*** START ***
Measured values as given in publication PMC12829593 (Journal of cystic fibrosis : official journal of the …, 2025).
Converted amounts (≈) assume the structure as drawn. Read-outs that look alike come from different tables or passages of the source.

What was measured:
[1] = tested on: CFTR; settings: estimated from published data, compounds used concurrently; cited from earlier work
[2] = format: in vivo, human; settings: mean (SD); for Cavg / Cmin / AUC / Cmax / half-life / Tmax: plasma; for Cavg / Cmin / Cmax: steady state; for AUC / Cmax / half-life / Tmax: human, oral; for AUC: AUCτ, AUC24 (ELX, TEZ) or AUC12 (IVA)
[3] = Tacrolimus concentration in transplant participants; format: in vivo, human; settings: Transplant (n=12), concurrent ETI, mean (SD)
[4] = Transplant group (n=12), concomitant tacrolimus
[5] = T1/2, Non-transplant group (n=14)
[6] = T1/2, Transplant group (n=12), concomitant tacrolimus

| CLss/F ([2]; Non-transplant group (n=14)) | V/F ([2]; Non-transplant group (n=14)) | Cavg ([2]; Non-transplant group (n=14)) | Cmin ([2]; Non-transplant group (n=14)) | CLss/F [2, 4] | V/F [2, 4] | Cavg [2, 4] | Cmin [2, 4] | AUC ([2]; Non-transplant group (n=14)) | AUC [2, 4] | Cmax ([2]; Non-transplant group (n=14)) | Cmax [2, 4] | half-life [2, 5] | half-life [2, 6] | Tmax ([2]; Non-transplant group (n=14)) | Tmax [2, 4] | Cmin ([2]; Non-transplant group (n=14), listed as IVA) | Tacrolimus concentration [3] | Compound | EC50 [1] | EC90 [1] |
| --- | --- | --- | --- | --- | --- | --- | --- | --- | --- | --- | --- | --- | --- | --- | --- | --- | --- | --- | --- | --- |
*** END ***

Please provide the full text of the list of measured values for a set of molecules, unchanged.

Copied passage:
Measured values as given in publication PMC12829593 (Journal of cystic fibrosis : official journal of the …, 2025).
Converted amounts (≈) assume the structure as drawn. Read-outs that look alike come from different tables or passages of the source.

What was measured:
[1] = tested on: CFTR; settings: estimated from published data, compounds used concurrently; cited from earlier work
[2] = format: in vivo, human; settings: mean (SD); for Cavg / Cmin / AUC / Cmax / half-life / Tmax: plasma; for Cavg / Cmin / Cmax: steady state; for AUC / Cmax / half-life / Tmax: human, oral; for AUC: AUCτ, AUC24 (ELX, TEZ) or AUC12 (IVA)
[3] = Tacrolimus concentration in transplant participants; format: in vivo, human; settings: Transplant (n=12), concurrent ETI, mean (SD)
[4] = Transplant group (n=12), concomitant tacrolimus
[5] = T1/2, Non-transplant group (n=14)
[6] = T1/2, Transplant group (n=12), concomitant tacrolimus

| CLss/F ([2]; Non-transplant group (n=14)) | V/F ([2]; Non-transplant group (n=14)) | Cavg ([2]; Non-transplant group (n=14)) | Cmin ([2]; Non-transplant group (n=14)) | CLss/F [2, 4] | V/F [2, 4] | Cavg [2, 4] | Cmin [2, 4] | AUC ([2]; Non-transplant group (n=14)) | AUC [2, 4] | Cmax ([2]; Non-transplant group (n=14)) | Cmax [2, 4] | half-life [2, 5] | half-life [2, 6] | Tmax ([2]; Non-transplant group (n=14)) | Tmax [2, 4] | Cmin ([2]; Non-transplant group (n=14), listed as IVA) | Tacrolimus concentration [3] | Compound | EC50 [1] | EC90 [1] |
| --- | --- | --- | --- | --- | --- | --- | --- | --- | --- | --- | --- | --- | --- | --- | --- | --- | --- | --- | --- | --- |